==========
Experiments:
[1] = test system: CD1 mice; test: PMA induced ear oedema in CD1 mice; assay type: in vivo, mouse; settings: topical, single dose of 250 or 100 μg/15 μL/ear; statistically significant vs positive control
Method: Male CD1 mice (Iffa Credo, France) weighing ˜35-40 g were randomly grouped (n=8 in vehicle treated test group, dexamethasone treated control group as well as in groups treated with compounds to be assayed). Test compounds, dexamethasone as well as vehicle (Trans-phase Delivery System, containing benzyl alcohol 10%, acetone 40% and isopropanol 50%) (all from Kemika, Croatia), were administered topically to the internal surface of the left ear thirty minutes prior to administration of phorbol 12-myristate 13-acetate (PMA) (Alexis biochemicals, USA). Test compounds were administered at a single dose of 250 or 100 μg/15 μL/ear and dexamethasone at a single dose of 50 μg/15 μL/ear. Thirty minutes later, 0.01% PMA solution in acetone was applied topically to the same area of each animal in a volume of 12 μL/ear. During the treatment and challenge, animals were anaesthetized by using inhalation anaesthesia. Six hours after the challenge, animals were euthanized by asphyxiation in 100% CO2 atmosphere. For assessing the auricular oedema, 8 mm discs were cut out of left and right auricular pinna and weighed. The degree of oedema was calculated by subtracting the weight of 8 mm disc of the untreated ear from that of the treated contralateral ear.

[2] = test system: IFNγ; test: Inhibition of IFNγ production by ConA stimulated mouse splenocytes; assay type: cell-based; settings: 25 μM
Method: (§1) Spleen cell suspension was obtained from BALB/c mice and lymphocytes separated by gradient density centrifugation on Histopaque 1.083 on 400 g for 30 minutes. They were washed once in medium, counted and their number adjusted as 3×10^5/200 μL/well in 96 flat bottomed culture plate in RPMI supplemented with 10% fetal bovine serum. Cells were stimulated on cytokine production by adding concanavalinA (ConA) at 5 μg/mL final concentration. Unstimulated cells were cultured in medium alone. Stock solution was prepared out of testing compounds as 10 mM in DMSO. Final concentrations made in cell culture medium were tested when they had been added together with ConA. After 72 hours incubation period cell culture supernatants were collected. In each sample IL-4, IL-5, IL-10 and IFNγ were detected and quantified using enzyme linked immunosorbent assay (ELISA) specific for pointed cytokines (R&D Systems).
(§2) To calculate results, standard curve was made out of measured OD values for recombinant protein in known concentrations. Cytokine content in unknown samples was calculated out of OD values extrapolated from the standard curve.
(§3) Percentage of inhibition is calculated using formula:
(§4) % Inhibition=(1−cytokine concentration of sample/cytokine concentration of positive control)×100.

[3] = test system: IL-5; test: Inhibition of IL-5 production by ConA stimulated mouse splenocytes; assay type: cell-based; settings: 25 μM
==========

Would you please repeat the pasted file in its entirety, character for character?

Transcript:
Experiments:
[1] = test system: CD1 mice; test: PMA induced ear oedema in CD1 mice; assay type: in vivo, mouse; settings: topical, single dose of 250 or 100 μg/15 μL/ear; statistically significant vs positive control
Method: Male CD1 mice (Iffa Credo, France) weighing ˜35-40 g were randomly grouped (n=8 in vehicle treated test group, dexamethasone treated control group as well as in groups treated with compounds to be assayed). Test compounds, dexamethasone as well as vehicle (Trans-phase Delivery System, containing benzyl alcohol 10%, acetone 40% and isopropanol 50%) (all from Kemika, Croatia), were administered topically to the internal surface of the left ear thirty minutes prior to administration of phorbol 12-myristate 13-acetate (PMA) (Alexis biochemicals, USA). Test compounds were administered at a single dose of 250 or 100 μg/15 μL/ear and dexamethasone at a single dose of 50 μg/15 μL/ear. Thirty minutes later, 0.01% PMA solution in acetone was applied topically to the same area of each animal in a volume of 12 μL/ear. During the treatment and challenge, animals were anaesthetized by using inhalation anaesthesia. Six hours after the challenge, animals were euthanized by asphyxiation in 100% CO2 atmosphere. For assessing the auricular oedema, 8 mm discs were cut out of left and right auricular pinna and weighed. The degree of oedema was calculated by subtracting the weight of 8 mm disc of the untreated ear from that of the treated contralateral ear.

[2] = test system: IFNγ; test: Inhibition of IFNγ production by ConA stimulated mouse splenocytes; assay type: cell-based; settings: 25 μM
Method: (§1) Spleen cell suspension was obtained from BALB/c mice and lymphocytes separated by gradient density centrifugation on Histopaque 1.083 on 400 g for 30 minutes. They were washed once in medium, counted and their number adjusted as 3×10^5/200 μL/well in 96 flat bottomed culture plate in RPMI supplemented with 10% fetal bovine serum. Cells were stimulated on cytokine production by adding concanavalinA (ConA) at 5 μg/mL final concentration. Unstimulated cells were cultured in medium alone. Stock solution was prepared out of testing compounds as 10 mM in DMSO. Final concentrations made in cell culture medium were tested when they had been added together with ConA. After 72 hours incubation period cell culture supernatants were collected. In each sample IL-4, IL-5, IL-10 and IFNγ were detected and quantified using enzyme linked immunosorbent assay (ELISA) specific for pointed cytokines (R&D Systems).
(§2) To calculate results, standard curve was made out of measured OD values for recombinant protein in known concentrations. Cytokine content in unknown samples was calculated out of OD values extrapolated from the standard curve.
(§3) Percentage of inhibition is calculated using formula:
(§4) % Inhibition=(1−cytokine concentration of sample/cytokine concentration of positive control)×100.

[3] = test system: IL-5; test: Inhibition of IL-5 production by ConA stimulated mouse splenocytes; assay type: cell-based; settings: 25 μM